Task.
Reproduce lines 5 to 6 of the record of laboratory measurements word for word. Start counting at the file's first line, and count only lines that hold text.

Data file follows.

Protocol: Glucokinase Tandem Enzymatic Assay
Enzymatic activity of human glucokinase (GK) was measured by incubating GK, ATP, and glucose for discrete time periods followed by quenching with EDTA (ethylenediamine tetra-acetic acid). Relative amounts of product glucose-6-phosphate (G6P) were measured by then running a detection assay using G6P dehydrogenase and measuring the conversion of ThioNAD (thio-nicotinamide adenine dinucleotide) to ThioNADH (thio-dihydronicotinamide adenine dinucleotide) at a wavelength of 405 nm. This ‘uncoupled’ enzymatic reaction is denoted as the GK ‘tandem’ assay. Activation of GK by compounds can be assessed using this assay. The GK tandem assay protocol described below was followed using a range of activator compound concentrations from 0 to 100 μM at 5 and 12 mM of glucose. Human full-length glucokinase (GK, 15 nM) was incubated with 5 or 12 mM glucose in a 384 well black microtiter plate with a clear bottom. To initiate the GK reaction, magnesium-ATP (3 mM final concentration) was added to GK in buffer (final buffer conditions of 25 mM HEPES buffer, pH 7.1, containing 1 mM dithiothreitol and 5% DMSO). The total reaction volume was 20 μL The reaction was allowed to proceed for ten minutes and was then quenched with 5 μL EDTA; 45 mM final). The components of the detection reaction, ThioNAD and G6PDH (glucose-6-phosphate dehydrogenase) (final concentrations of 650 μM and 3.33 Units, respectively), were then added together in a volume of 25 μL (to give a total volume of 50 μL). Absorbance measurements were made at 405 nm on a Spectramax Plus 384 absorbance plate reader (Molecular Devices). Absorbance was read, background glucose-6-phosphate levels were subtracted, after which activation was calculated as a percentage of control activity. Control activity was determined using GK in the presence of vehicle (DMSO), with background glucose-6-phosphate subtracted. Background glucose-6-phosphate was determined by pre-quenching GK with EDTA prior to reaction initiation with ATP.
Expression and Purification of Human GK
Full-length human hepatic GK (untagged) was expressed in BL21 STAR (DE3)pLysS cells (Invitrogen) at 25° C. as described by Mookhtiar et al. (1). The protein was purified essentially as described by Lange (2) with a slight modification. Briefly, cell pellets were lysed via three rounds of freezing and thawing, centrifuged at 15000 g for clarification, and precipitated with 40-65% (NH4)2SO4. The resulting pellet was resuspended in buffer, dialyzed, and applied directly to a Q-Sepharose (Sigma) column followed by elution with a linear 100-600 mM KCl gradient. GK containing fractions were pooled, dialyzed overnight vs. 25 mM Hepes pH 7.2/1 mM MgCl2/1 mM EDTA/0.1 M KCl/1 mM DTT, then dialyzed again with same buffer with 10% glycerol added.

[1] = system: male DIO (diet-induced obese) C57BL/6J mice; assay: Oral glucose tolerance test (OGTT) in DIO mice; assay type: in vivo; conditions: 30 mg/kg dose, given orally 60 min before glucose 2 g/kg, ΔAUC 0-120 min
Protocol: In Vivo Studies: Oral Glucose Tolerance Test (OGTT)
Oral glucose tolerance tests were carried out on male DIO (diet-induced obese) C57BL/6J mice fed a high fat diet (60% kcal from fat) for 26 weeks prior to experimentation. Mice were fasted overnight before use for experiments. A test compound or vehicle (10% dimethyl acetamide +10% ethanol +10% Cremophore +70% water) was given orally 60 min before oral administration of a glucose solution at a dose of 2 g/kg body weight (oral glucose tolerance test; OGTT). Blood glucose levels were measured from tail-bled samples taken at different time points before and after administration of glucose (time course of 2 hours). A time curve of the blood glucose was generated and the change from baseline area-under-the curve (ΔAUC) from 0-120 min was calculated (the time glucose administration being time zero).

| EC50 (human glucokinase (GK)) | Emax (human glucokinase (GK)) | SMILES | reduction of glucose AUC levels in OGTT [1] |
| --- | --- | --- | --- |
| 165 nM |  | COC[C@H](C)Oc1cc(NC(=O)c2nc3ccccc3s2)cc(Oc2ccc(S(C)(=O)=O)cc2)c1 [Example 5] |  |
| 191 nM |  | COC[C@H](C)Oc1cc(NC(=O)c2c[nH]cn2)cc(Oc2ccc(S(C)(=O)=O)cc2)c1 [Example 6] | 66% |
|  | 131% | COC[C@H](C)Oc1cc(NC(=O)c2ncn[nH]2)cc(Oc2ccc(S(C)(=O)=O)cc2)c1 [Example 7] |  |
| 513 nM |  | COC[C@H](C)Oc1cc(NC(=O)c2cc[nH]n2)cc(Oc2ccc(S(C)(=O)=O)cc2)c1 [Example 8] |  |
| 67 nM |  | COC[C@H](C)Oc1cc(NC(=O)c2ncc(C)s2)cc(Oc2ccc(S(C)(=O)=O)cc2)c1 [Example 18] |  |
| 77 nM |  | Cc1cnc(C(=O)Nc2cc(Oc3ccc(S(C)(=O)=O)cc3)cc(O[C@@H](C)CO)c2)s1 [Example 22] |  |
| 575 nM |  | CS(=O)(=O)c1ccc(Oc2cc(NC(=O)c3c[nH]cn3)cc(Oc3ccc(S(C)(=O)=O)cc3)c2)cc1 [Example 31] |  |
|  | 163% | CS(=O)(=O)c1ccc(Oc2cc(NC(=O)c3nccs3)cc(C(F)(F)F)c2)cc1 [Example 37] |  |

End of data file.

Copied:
[1] = system: male DIO (diet-induced obese) C57BL/6J mice; assay: Oral glucose tolerance test (OGTT) in DIO mice; assay type: in vivo; conditions: 30 mg/kg dose, given orally 60 min before glucose 2 g/kg, ΔAUC 0-120 min
Protocol: In Vivo Studies: Oral Glucose Tolerance Test (OGTT)